When duck shooting season starts early tomorrow, Murray Davies will have his sights firmly set on Canada geese.
"They are always a huge challenge and they are just probably the most alert gamebird we have got out there, they are hard to get," said the 62-year-old from Hamilton.
"But if I can't get them I'll just go for the general mallard and paradise ducks."
Mr Davies is one of 40,000 people who will flock to their maimai, ponds and rivers around the country when the six-week season starts at 6.30am tomorrow.
He has been shooting ducks since he was in his early 20s and early tomorrow morning he will go out with his two sons on a couple of private ponds at Hangatiki near Te Kuiti.
Mr Davies likes shooting as a sport, and as a bonus for his efforts there's the eating.
"I love the breast meat off the Canada geese," he said.
"You turn it into schnitzel and cook it exactly how you would cook beef schnitzel, just beautiful."
Fine weather is expected throughout most of the North Island tomorrow - which Auckland Waikato Fish and Game southern gamebird manager David Klee said was not necessarily good news for duck shooters.
"Birds will still be there but if you are a decoy shooter it's probably going to be a bit more difficult to get them to come in," he said.
"If you have a bird flying a kilometre and a half up in the air it's a lot harder for them to see your decoys or respond to your calling.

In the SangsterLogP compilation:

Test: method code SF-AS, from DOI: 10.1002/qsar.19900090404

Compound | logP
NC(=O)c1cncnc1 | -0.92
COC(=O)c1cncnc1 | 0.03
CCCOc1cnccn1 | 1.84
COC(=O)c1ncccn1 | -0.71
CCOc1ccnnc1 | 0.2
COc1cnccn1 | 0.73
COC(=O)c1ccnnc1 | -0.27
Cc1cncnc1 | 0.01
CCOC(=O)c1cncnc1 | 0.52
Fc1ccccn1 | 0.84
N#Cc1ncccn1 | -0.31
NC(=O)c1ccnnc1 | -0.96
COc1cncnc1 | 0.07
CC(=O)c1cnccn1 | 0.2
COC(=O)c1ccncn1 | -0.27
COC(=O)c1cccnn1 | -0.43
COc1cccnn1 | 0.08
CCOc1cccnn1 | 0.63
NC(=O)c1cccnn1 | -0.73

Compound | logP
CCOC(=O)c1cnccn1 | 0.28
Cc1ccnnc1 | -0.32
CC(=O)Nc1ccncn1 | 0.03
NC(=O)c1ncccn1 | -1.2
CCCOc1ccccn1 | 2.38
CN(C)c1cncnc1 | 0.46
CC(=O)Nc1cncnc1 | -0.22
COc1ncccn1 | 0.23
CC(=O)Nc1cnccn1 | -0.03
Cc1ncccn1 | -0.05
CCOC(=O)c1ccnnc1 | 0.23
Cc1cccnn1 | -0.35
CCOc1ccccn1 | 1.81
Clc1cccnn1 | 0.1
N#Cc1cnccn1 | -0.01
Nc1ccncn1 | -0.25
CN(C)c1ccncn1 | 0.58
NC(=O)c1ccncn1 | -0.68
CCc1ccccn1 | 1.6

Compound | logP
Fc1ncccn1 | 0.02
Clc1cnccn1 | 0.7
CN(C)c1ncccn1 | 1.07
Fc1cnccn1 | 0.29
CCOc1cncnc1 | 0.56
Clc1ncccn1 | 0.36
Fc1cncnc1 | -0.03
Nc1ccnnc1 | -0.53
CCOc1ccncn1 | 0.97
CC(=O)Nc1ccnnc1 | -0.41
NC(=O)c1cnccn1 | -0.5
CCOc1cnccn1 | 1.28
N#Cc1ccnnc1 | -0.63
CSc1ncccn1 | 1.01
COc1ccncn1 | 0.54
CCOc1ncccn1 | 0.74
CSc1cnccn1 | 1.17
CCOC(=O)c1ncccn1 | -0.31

"That might mean a few less get shot over the opening weekend but there will be plenty around later in the season."
Mr Klee urged people to read their regulation booklets. There were changes that duck shooters needed to be aware of, including an increased limit from six dabbling ducks to 10 in the Auckland-Waikato region.
Meanwhile, Mountain Safety Council firearms safety and hunter training programme manager Mike Spray urged duck shooters to take caution this year after two "completely avoidable" shooting incidents last year.
Phillip Bright, 53, was accidentally shot dead by his brother, Barrie Bright, on a private Waiuku property.
In the other incident a man shot himself in the foot after his shotgun discharged while he was in a maimai.
Mr Spray said in the 10 years to the end of last year there had been 16 duck-shooting related injuries and "all of them were avoidable - not one of these accidents needed to happen".
"I think one of the primary causes is people having guns loaded when they should not be loaded.
"There are also other things like walking from one pond to another with a loaded firearm, having loaded firearms in vehicles, or pointing a firearm at someone, which is in breach of rule 2 that you should always point a firearm in a safe direction," he said.
A spokesman for New Zealand Fish and Game said about 40,000 duck shooting licenses had been sold for the season. Those shooting on their own land did not require permits.